What’s left of the war
The majority of activist lawyers, who range from liberals and socialists to self-styled Baathist nationalists who resiled from the severity of Assad’s crackdown, say the armed struggle is necessary but also admit that other voices are being marginalised. “I’m worried because extremists were not there at the beginning and they’re
growing,” warns Hassoun. “It can be contained now but the longer the war, the harder it will be.”
The Syrian army does not now contest – at least not with ground troops – many areas of the north. In December 2012, the FSLA was able to hold a public gathering inside Syria, in Azaz, 20 miles from Aleppo near the Turkish border. Samira Sa’aed addressed her fellow lawyers, who had been invited from Aleppo: “Now you can see lawyers in the free parts of our homeland, and that gives… power to our people. It’s not a civil war as the West said. It’s a revolution of people.” If that was a sign of growing confidence, it was premature – the meeting soon dispersed after an airstrike was reported nearby.
Such are the conditions for those still willing and able to pursue democratic answers. Mahmoud, a left-wing activist from Damascus, is now a refugee. He was one of the first to hit the streets in 2011 but it soon became clear that this was not going to be Tunisia or Egypt. “I have lost many friends,” he says. “The problem is how to keep going when protest is not going to work and armed struggle against a security state has big costs.”
Over the months that Syria’s uprising remained non-violent in 2011, lawyers were playing a key legitimating role. In Aleppo one-third of the city’s 6000 lawyers signed an FSLA petition. At the same time the Committee of Syrian Lawyers for Freedom was quickly formed in Damascus, articulating longstanding anger at the Syrian Bar Association’s record of disciplining members for even minor displays of courtroom independence.
Many recall the farce of Syrian courtrooms before the uprising. “There was a case when I was listening to the judgment being read with my client,” says Hassoun, “and a mukhabarat [intelligence] guy just walked up to the judge and changed the verdict!”
As in Egypt, once protests started, all access to detainees was forbidden, with the Syrian Bar Association appointing mukhabarat officials with law degrees to represent defendants in military tribunals. Once lawyers themselves began to be arrested, the refugee flight among activist advocates began in earnest.
They are now being targeted by shabiha in Aleppo – in August a leading woman lawyer survived an assassination attempt. Only an hour before I sit down with the FSLA, news comes in of another lawyer crossing the border into Turkey with a gunshot wound in the leg.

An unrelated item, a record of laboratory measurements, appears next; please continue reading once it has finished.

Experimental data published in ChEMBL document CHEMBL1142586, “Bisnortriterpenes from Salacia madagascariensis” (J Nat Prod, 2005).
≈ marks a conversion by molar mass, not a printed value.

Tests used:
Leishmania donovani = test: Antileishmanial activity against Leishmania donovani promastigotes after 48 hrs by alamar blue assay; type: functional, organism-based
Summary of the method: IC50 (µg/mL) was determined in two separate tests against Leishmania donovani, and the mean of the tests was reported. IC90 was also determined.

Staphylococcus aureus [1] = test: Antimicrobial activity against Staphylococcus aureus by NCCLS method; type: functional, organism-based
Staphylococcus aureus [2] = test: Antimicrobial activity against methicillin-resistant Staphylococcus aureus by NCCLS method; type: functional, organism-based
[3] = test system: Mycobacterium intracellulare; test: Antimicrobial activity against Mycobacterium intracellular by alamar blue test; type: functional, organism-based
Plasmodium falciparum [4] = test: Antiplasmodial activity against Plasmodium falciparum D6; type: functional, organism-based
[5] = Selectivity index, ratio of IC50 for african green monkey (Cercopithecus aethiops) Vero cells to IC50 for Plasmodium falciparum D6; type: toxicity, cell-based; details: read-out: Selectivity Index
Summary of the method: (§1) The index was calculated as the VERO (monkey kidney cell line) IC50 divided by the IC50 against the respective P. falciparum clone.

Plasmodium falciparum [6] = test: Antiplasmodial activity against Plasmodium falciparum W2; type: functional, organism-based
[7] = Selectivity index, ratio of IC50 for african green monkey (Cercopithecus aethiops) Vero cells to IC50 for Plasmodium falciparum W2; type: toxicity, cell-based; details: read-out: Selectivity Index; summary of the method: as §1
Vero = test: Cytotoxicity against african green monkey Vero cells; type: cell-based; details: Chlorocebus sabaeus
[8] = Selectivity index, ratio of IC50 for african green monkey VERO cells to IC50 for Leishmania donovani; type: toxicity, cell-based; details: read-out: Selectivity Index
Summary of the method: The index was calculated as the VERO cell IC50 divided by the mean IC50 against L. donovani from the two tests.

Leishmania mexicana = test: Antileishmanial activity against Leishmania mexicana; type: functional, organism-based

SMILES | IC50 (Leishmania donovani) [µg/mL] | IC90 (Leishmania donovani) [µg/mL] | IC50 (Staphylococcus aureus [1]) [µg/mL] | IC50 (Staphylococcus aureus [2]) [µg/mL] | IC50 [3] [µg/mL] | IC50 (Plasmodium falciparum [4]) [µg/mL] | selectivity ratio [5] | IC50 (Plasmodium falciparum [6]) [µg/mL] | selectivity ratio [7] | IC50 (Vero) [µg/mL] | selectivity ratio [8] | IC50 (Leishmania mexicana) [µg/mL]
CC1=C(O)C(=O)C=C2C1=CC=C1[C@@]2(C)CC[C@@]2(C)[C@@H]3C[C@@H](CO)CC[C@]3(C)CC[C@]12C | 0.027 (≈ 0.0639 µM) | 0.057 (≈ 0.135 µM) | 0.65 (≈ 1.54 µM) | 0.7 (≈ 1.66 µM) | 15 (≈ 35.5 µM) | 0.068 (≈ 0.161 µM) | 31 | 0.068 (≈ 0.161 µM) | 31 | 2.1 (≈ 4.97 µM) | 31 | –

People crowd round two laptops on Abdul Salam’s desk. A social network site shows photos of a torture victim. Lawyers rush in and out, mobile phones at the ready. Syria is only two hours away by road. This area of Turkey is now part of the struggle: two days before, local Alawis, the religious sect of the Assad family, protested in the town centre calling for all Syrians to be confined to the refugee camps around Antakya. There were plans for a counter-demonstration but the FSLA worry they will be picked up by Turkish police and stopped from working.
Meanwhile, the nearly 100,000 refugees in Turkish camps are facing many more months, if not years, in limbo. The “problem” of flight has, for now, been regionalised by Western powers. “Turkey is not processing people for political asylum, they stopped in August 2011,” says Hassoun. “Some Syrians want to go to Europe but it’s difficult and expensive and who knows if governments will accept them.”
Limits of the law
Lawyers have played a mixed role in the ‘Arab spring’. From the courthouse radicals of Benghazi to the human rights defenders of Cairo, they have often found themselves at the forefront of change but then sidelined by the fighters and the party politicians. Other parts of the middle class profession have stuck close to the status quo for fear of losing privileges.
These activist lawyers, like many on the left in Syria, are now constrained by the war being waged around them. And yet protests and politics continue, often against the armed groups in ‘liberated areas’ as well as the regime. “There are still many leftists and ordinary people taking up arms and fighting the regime forces, working on the ground in self-organised groups providing much-needed relief aid and documenting what’s happening,” adds Shiar Youssef. “There are many inspiring examples of acute political awareness across the country, such as the self-management of services and facilities in the ‘liberated town of Yabroud’. But the longer the fighting continues, the more likely it is that Islamists will dominate after the regime’s fall.”
In Antakya, Hassoun refuses to concede that the hope of revolution has slipped away. “The first protests were by lawyers. We were there right at the beginning, before all the violence. This is still our struggle too.”
Taimour Lay is a pupil barrister at Garden Court. A version of this article appears in the latest issue of Socialist Lawyer, the quarterly magazine of the Haldane Society of Socialist Lawyers.